Proceedings of The Physiological Society
University of Oxford (2011) Proc Physiol Soc 23, PC146
Carbonylation contributes to RyR2 dysregulation and dyssyncronous sarcoplasmic reticulum Ca2+ release in a rat model of type 1 diabetes mellitus
C. Tian1, C. Shao1, O. Shoquin1, C. J. Moore1, W. S. Chen2, J. Singh3, A. Dsouza3, K. R. Bidasee1
1. Departments of Pharmacology and Experimental Neuroscience and Environmental Agricultural and Occupational Health, Nebraska Centre for Redox Biology, Lincoln, Nebraska, United States. 2. Department of Physiology and Biophysics, Libin Cardiovascular Institute of Alberta, University of Calgary, Licoln, Alberta, Canada. 3. School of Forensic and Investigative Science, University of Central Lancashire, Preston, United Kingdom.
The force of contraction of the heart is reduced during type 1 diabetes mellitus (T1DM) . Studies attribute this defect in part to dyssynchronous Ca2+ release from sarcoplasmic reticulum (SR) arising from variations in activities of type 2 ryanodine receptors (RyR2). To date, mechanism(s) underlying RyR2 dysregulation during T1DM remain poorly defined. The streptozotocin-induced (45-50 mg/kg; ip, n>40) rat model of T1DM in combination with echocardiography, ex vivo haemodynamics, video detection, electron and confocal microscopy, Western blots, ligand binding and lipid bilayer assays, mass spectrometry and site-directed mutagenesis were used to evaluate whether changes in dyad junction architecture and/or carbonylation are contributing factors . The study had the relevant ethical clearances from the Ethics Committees of the collaborating Universities. The results show significant reduction (Student’s t-test; p<0.05) and abnormal ventricular and myocyte contractions after 8 weeks of T1DM. Typically, mean cardiac fractional shortening was reduced by 25.2 ± 3.2% and extent of myocyte shortening by 30.3 ± 6.7%, respectively. Diabetic myocytes showed increased 4.4-fold spontaneous Ca2+ and dyssynchronous-evoked Ca2+ releases from the SR.. Electron microscopic analyses revealed no significant disruption in dyad junction architecture. RyR2 protein remained unchanged although total [3H]-ryanodine binding was reduced by 45.6± 4.2% (t-test; p<0.05). Trypsin digestion and mass spectroscopy revealed carbonyl adducts on R1611, K2190, R4462 and R4683 of RyR2. Mutating impacted residues singly and in combination to glycine, tyrosines or tryptophans to mimic charge neutralization and increase in bulk induced by carbonylation afforded two distinct channel phenotypes in lipid bilayer assays. The results show channels with 2 to 9 fold increases in responsiveness to low cis (cytoplasmic) Ca2+ and channels with >10-fold reduction in responsiveness to low cis Ca2+. Insulin-treatment minimized adduct formation, RyR2 dys-regulation and cardiac function loss. In conclusion, the results show that dyssynchronous- evoked Ca2+ release from SR during T1DM stems in part from carbonylation-induced alterations in responsiveness of RyR2 to influxed Ca2+, thus, providing new mechanistic insights into the pathogenesis of diabetic cardiomyopathy.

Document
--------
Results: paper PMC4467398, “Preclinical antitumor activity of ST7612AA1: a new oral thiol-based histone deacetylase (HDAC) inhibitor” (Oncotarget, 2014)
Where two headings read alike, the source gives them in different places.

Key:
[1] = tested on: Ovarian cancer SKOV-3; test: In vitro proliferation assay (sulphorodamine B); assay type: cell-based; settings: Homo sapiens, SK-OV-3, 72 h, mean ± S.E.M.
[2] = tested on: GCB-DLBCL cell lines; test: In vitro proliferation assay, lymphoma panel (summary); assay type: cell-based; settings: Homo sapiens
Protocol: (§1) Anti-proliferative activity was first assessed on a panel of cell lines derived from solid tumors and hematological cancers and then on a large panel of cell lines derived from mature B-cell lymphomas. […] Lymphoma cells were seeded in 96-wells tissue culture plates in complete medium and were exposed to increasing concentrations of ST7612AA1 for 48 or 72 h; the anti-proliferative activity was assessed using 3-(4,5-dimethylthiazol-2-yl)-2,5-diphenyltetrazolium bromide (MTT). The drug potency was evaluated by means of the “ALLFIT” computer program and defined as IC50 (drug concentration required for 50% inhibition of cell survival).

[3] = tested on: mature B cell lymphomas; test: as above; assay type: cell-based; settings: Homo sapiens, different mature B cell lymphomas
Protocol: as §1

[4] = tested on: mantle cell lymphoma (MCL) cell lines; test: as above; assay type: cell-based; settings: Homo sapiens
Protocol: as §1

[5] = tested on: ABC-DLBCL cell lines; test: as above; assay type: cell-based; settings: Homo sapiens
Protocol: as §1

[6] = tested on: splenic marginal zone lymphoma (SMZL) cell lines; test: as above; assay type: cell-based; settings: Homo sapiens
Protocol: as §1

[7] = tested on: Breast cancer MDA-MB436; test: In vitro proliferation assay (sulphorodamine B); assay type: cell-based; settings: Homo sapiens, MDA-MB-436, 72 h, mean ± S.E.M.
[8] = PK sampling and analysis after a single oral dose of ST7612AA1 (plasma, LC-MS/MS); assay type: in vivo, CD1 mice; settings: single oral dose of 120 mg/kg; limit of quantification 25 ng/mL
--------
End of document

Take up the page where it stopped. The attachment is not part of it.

Where applicable, experiments conform with Society ethical requirements